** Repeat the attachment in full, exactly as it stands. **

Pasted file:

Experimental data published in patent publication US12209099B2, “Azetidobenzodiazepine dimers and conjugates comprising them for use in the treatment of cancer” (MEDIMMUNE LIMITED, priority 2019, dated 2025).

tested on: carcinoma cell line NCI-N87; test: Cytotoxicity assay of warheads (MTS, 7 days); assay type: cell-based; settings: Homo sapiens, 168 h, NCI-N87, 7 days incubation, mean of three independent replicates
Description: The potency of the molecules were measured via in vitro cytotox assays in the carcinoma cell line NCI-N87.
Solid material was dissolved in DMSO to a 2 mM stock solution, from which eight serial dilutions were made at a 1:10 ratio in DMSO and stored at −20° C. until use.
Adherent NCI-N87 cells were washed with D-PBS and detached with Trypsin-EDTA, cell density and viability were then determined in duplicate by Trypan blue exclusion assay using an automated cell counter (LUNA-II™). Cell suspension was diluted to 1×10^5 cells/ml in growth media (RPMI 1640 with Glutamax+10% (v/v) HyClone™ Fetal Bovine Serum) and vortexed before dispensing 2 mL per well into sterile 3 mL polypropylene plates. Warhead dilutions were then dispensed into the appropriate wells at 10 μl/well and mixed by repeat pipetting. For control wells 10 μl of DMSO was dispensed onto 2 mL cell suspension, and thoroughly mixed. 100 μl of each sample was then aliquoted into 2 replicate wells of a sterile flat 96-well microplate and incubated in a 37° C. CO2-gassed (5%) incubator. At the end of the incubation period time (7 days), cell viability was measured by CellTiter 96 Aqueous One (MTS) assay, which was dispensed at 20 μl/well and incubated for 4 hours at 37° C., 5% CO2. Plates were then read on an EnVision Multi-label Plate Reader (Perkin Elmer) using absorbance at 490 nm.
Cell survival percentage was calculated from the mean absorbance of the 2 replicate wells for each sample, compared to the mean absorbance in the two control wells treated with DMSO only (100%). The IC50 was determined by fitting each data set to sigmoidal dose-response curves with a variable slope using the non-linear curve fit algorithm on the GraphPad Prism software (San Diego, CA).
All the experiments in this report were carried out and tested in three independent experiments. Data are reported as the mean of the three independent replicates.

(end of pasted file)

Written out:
Experimental data published in patent publication US12209099B2, “Azetidobenzodiazepine dimers and conjugates comprising them for use in the treatment of cancer” (MEDIMMUNE LIMITED, priority 2019, dated 2025).

tested on: carcinoma cell line NCI-N87; test: Cytotoxicity assay of warheads (MTS, 7 days); assay type: cell-based; settings: Homo sapiens, 168 h, NCI-N87, 7 days incubation, mean of three independent replicates
Description: The potency of the molecules were measured via in vitro cytotox assays in the carcinoma cell line NCI-N87.
Solid material was dissolved in DMSO to a 2 mM stock solution, from which eight serial dilutions were made at a 1:10 ratio in DMSO and stored at −20° C. until use.
Adherent NCI-N87 cells were washed with D-PBS and detached with Trypsin-EDTA, cell density and viability were then determined in duplicate by Trypan blue exclusion assay using an automated cell counter (LUNA-II™). Cell suspension was diluted to 1×10^5 cells/ml in growth media (RPMI 1640 with Glutamax+10% (v/v) HyClone™ Fetal Bovine Serum) and vortexed before dispensing 2 mL per well into sterile 3 mL polypropylene plates. Warhead dilutions were then dispensed into the appropriate wells at 10 μl/well and mixed by repeat pipetting. For control wells 10 μl of DMSO was dispensed onto 2 mL cell suspension, and thoroughly mixed. 100 μl of each sample was then aliquoted into 2 replicate wells of a sterile flat 96-well microplate and incubated in a 37° C. CO2-gassed (5%) incubator. At the end of the incubation period time (7 days), cell viability was measured by CellTiter 96 Aqueous One (MTS) assay, which was dispensed at 20 μl/well and incubated for 4 hours at 37° C., 5% CO2. Plates were then read on an EnVision Multi-label Plate Reader (Perkin Elmer) using absorbance at 490 nm.
Cell survival percentage was calculated from the mean absorbance of the 2 replicate wells for each sample, compared to the mean absorbance in the two control wells treated with DMSO only (100%). The IC50 was determined by fitting each data set to sigmoidal dose-response curves with a variable slope using the non-linear curve fit algorithm on the GraphPad Prism software (San Diego, CA).
All the experiments in this report were carried out and tested in three independent experiments. Data are reported as the mean of the three independent replicates.